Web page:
Detailed planning is key in ensuring the success of your treatment. Today, dentists frequently use digital X-rays or 3D imaging to evaluate the health of your jawbone and determine the best possible placement of your implants. This analysis is usually included in the total cost of surgery. I personally use an i-CAT® cone beam scanner to conduct this evaluation. An i-CAT® scan can cost $200 CAD ($170 USD) to $250 CAD ($220 USD) per implant, and this is usually factored into the estimated total cost of treatment.
In the absence of tooth roots, the jawbone will eventually begin to atrophy, or shrink. If x-rays reveal that the patient does not have adequate jaw bone mass to support a dental implant, a bone graft may be necessary, and this will increase the overall cost of treatment. During this surgery, your dentist will use bone tissue harvested from another area of your body, or donor tissue, to augment the jaw. Bone grafting surgery can cost between $700 CAD ($600 USD) and $3,000 CAD ($2,600 USD).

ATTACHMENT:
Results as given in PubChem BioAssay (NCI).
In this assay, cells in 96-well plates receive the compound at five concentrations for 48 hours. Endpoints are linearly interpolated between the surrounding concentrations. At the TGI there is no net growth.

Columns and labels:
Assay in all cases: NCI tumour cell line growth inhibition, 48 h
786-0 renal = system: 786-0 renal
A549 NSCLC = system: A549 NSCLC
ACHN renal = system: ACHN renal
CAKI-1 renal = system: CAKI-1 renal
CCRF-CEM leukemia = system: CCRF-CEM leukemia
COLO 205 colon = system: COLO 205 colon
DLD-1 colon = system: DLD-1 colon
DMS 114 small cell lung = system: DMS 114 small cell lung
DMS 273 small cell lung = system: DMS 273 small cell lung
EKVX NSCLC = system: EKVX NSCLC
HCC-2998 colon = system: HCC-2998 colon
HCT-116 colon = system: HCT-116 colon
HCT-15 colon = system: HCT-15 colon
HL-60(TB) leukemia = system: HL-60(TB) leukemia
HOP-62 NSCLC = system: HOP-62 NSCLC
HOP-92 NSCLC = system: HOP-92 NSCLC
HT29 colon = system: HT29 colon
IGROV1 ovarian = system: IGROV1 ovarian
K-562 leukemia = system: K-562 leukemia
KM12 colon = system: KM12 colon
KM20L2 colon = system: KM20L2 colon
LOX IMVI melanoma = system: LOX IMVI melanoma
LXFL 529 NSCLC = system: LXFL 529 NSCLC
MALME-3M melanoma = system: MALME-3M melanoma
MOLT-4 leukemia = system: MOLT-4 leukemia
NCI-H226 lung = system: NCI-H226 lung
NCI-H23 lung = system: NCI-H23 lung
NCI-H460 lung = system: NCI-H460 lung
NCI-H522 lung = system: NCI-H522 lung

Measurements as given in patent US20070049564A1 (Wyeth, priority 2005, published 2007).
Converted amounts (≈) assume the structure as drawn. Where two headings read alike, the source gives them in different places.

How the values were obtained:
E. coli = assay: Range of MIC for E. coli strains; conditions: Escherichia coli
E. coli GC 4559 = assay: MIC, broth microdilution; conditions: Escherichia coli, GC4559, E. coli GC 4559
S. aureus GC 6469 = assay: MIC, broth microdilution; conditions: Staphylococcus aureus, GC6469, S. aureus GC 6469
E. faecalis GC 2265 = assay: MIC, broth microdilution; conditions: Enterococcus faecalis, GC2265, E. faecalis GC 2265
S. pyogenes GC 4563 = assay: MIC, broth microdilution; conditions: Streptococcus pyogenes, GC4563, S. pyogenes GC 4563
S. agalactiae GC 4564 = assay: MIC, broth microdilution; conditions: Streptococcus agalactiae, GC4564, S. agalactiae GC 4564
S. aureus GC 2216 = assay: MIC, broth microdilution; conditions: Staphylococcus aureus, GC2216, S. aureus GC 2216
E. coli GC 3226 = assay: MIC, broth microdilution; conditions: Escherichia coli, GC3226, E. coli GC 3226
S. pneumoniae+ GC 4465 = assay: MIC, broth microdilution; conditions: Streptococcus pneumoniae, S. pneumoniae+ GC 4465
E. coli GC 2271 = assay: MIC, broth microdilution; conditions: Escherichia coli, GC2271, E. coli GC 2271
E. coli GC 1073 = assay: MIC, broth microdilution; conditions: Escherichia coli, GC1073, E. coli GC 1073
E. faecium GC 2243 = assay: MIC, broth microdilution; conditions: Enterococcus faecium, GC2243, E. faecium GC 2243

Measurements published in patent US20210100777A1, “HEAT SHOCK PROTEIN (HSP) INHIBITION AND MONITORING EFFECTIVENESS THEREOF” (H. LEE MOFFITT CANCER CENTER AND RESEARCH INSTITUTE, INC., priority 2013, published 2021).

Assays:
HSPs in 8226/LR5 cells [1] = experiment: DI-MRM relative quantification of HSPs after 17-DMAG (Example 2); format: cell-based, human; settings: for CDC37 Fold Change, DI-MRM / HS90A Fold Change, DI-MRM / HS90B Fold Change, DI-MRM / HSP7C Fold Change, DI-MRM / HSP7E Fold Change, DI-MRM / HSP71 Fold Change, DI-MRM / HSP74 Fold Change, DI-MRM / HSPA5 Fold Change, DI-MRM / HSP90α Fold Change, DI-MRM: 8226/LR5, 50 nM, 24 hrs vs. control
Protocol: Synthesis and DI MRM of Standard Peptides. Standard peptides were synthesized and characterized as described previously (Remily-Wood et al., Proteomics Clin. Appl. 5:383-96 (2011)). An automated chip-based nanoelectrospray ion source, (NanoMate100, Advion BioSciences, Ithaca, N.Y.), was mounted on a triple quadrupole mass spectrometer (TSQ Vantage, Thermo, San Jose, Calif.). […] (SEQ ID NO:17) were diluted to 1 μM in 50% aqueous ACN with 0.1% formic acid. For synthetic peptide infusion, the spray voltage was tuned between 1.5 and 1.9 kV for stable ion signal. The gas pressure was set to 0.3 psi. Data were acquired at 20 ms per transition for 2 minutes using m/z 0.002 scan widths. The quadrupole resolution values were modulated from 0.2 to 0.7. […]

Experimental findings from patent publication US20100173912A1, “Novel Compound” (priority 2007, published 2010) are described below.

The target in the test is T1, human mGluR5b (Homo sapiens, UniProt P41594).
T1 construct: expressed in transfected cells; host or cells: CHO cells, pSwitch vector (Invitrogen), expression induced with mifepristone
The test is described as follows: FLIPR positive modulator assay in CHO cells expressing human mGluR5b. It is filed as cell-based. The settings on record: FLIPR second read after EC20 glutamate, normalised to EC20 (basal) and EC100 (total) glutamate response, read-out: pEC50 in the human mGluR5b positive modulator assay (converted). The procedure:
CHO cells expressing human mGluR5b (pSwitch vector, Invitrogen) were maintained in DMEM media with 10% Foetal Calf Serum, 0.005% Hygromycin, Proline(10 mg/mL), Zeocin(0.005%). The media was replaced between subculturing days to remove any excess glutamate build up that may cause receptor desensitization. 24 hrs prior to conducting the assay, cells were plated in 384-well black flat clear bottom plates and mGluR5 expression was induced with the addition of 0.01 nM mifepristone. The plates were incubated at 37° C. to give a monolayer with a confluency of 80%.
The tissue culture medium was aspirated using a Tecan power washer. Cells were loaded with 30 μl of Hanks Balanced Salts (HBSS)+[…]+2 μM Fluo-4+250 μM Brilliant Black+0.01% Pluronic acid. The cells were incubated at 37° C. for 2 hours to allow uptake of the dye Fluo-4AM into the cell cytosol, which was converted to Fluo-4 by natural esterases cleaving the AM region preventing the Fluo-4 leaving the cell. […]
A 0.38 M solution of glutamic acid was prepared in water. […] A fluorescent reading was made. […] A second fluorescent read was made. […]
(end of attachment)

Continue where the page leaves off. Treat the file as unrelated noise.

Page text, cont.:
X-rays may also reveal that a patient's sinuses lay too close to the optimal implant placement site. In this case, a sinus lift may become necessary. A sinus lift supplements bone tissue at the top of your jaw, essentially lifting the sinuses into a position that makes room for the implant, without compromising sinus function. A sinus lift can cost between between $500 CAD ($440 USD) and $3,000 CAD ($2,600 USD).
The Cost of a Dental Implant